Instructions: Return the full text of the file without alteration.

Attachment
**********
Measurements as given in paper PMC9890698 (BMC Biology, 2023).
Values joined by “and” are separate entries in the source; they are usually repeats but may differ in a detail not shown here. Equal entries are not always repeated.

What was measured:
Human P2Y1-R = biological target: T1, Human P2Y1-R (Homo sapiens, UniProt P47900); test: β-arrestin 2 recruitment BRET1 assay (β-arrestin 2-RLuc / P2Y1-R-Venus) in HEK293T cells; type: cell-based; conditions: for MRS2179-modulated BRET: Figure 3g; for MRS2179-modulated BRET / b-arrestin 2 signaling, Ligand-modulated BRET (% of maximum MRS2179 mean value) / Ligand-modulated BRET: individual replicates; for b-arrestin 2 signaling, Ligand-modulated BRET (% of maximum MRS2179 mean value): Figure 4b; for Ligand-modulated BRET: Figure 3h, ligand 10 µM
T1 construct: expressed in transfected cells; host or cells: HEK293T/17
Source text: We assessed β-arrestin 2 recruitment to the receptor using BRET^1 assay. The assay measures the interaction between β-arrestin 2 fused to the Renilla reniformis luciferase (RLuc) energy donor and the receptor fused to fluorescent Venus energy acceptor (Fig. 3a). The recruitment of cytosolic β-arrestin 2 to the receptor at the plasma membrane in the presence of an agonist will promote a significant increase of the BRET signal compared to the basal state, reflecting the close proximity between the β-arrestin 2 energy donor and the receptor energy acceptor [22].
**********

Measurements as given in paper PMC9890698 (BMC Biology, 2023).
Values joined by “and” are separate entries in the source; they are usually repeats but may differ in a detail not shown here. Equal entries are not always repeated.

What was measured:
Human P2Y1-R = biological target: T1, Human P2Y1-R (Homo sapiens, UniProt P47900); test: β-arrestin 2 recruitment BRET1 assay (β-arrestin 2-RLuc / P2Y1-R-Venus) in HEK293T cells; type: cell-based; conditions: for MRS2179-modulated BRET: Figure 3g; for MRS2179-modulated BRET / b-arrestin 2 signaling, Ligand-modulated BRET (% of maximum MRS2179 mean value) / Ligand-modulated BRET: individual replicates; for b-arrestin 2 signaling, Ligand-modulated BRET (% of maximum MRS2179 mean value): Figure 4b; for Ligand-modulated BRET: Figure 3h, ligand 10 µM
T1 construct: expressed in transfected cells; host or cells: HEK293T/17
Source text: We assessed β-arrestin 2 recruitment to the receptor using BRET^1 assay. The assay measures the interaction between β-arrestin 2 fused to the Renilla reniformis luciferase (RLuc) energy donor and the receptor fused to fluorescent Venus energy acceptor (Fig. 3a). The recruitment of cytosolic β-arrestin 2 to the receptor at the plasma membrane in the presence of an agonist will promote a significant increase of the BRET signal compared to the basal state, reflecting the close proximity between the β-arrestin 2 energy donor and the receptor energy acceptor [22].